CURSOR #15 – November/December 1979

“The response to our comments in the last issue about the ethics of copying software has been very interesting. To summarize briefly, people do NOT want us to ‘protect’ programs in such a way that they can't look at the source code, since many people study CURSOR programs as a way to learn how to use the PET more effectively...Then there is also the fact that COMPUTE, the new 6502 magazine, reprinted our article in their second issue, and responded to our comments in a very helpful way.”
—Excerpted from Thank You, Issue #15

Screenshot of a 3D box frame drawn in PETSCII.
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Author: Ken Morley and Glen Fisher
Original file name: COVER15!
PRG file: cover15.prg

This month's cover celebrates the 1979 Christmas season with a PETSCII Christmas tree, randomly-blinking lights (or possibly ornaments...round things, anyway) and the audio beeping out Deck the Halls, Good King Wenceslas, Jingle Bells, Rudolph the Red-Nosed Reindeer, and Silent Night. That's a lot of content to cram into 8K! Overall, this cover program makes effective use of the limited resources of the PET.

Pressing SPACE takes you to the table of contents for the issue.

Screenshot of a PETSCII map of three randomly-generated rooms connected by doors.
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Author: Brian Sawyer
Original file name: DUNGEON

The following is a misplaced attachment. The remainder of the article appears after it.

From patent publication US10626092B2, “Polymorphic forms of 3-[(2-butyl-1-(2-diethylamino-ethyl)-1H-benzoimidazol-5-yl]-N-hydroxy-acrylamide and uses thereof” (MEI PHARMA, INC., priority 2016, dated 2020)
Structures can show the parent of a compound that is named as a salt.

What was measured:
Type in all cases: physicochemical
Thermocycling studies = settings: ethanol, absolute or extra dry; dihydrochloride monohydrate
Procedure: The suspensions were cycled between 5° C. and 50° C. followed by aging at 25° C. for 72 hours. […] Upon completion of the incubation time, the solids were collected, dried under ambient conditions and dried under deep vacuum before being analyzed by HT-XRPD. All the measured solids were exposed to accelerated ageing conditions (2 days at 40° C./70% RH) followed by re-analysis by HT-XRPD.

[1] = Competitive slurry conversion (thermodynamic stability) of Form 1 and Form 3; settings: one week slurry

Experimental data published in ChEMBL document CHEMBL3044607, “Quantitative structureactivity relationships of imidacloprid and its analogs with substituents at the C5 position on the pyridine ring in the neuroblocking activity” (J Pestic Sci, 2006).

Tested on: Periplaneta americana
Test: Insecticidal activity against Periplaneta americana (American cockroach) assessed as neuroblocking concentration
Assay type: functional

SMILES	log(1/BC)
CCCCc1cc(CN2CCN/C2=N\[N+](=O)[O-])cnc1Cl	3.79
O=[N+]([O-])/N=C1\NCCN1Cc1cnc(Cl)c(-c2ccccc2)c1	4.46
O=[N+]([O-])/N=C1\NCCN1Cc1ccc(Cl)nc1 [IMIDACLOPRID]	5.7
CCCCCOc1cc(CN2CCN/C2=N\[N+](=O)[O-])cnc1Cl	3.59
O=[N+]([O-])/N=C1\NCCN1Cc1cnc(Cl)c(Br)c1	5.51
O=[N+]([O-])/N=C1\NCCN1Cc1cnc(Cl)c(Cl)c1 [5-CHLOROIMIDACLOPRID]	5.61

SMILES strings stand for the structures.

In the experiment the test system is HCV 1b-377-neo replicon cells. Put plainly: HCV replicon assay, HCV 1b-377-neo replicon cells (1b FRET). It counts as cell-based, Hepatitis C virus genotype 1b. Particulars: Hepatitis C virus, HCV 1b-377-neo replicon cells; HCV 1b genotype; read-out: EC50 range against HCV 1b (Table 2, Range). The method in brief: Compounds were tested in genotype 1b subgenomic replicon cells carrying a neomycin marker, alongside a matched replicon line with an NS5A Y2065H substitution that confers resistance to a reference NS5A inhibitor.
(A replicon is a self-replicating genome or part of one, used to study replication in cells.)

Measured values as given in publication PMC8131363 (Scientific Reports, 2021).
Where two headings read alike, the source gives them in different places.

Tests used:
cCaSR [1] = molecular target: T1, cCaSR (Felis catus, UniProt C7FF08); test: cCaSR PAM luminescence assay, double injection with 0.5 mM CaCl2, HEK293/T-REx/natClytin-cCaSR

PRG file: dungeon.prg
BASIC 4.0 version: dungeon40.prg

In DUNGEON, you wander around a randomly-generated dungeon fighting (or avoiding) monsters and collecting gold. This random dungeon crawler predates the genre-defining game Rogue, so I guess rather than calling it "Roguelike", we should call it "proto-Roguelike".

You move around the dungeon with the numeric keypad, and you should be able to "magically" walk through walls (with a small penalty to your hit points) if you press SHIFT with any number. I've seen some reports from players that can't get the "walk through walls" feature to work when using an emulator. The magic fails because of a bit of control-scheme confusion that arises from the keyboard emulation.

On a full modern keyboard, there are two sets of number keys: one set along the top row, and a second set on the numeric keypad. Early PET keyboards did not have numbers on the top keyboard row—just punctuation marks—so while a modern keyboard treats SHIFT-4 and $ as the same key combination, the PET sees these as two different sets of keys. From the PET's point of view, SHIFT-4 is only SHIFT-4 if it's the correct 4. (Computers are very picky.) I've found that using keypad numbers instead of the top row numbers fixes this problem. If you're using an emulator on a laptop with a small keyboard, you may need to plug in an external keyboard in order to play DUNGEON properly.

There's also a well-known bug in this program: it runs fine in BASIC 2.0 but on a machine with BASIC 4.0, the map will glitch because 4.0 changed the way strings are stored in memory. Robin of 8-Bit Show-and-Tell has uploaded an excellent video where he explains the issue and fixes the bug. I've provided the bug-fixed version above. Full credit to Robin for his sterling work.